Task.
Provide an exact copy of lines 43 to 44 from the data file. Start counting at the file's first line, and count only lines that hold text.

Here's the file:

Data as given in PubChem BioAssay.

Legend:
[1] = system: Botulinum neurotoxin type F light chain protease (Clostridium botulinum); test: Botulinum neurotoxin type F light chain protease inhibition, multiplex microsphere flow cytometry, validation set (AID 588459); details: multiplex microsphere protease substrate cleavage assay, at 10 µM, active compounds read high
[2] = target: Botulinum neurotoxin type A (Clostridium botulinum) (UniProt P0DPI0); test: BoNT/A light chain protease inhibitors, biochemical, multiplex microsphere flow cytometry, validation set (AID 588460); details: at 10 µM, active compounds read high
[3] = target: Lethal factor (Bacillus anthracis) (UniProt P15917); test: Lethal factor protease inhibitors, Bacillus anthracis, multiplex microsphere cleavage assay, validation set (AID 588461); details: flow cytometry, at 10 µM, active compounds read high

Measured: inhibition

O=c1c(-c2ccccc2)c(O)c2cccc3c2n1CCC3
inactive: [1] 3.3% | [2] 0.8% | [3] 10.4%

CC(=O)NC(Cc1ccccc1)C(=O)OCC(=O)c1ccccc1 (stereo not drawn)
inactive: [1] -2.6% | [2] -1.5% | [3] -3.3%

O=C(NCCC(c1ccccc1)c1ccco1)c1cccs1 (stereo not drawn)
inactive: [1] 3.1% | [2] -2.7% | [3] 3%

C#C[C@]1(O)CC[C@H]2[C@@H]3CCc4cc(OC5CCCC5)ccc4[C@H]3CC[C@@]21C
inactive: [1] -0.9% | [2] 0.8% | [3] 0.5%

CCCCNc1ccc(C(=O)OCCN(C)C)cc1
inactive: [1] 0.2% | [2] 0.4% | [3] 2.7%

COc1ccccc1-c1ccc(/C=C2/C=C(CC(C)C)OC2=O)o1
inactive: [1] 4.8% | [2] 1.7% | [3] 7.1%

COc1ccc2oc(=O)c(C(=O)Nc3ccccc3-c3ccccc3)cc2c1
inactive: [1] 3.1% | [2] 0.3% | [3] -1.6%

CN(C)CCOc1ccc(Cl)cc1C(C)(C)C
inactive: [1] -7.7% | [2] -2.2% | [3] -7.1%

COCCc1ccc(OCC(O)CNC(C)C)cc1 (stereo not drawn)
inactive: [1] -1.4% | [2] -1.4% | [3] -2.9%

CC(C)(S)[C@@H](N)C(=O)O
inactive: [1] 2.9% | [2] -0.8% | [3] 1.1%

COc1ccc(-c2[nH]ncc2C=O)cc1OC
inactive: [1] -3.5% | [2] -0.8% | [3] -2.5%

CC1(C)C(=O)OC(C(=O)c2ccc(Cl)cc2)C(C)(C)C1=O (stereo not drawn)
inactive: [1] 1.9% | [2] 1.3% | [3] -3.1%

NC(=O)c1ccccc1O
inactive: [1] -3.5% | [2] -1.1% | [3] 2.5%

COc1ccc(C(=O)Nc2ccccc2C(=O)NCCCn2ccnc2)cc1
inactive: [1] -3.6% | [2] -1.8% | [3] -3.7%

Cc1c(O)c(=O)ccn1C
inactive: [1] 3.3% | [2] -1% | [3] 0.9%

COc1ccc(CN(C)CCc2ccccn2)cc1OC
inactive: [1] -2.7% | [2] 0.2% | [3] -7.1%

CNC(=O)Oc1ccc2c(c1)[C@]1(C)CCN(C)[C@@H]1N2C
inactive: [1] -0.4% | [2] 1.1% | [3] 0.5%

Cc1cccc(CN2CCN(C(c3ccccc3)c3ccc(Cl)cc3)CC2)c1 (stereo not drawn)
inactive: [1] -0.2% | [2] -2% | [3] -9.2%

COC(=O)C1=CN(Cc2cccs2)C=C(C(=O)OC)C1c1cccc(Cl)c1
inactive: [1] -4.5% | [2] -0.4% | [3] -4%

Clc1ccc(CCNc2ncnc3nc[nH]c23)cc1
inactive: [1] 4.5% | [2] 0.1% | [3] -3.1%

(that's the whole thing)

COC(=O)C1=CN(Cc2cccs2)C=C(C(=O)OC)C1c1cccc(Cl)c1
inactive: [1] -4.5% | [2] -0.4% | [3] -4%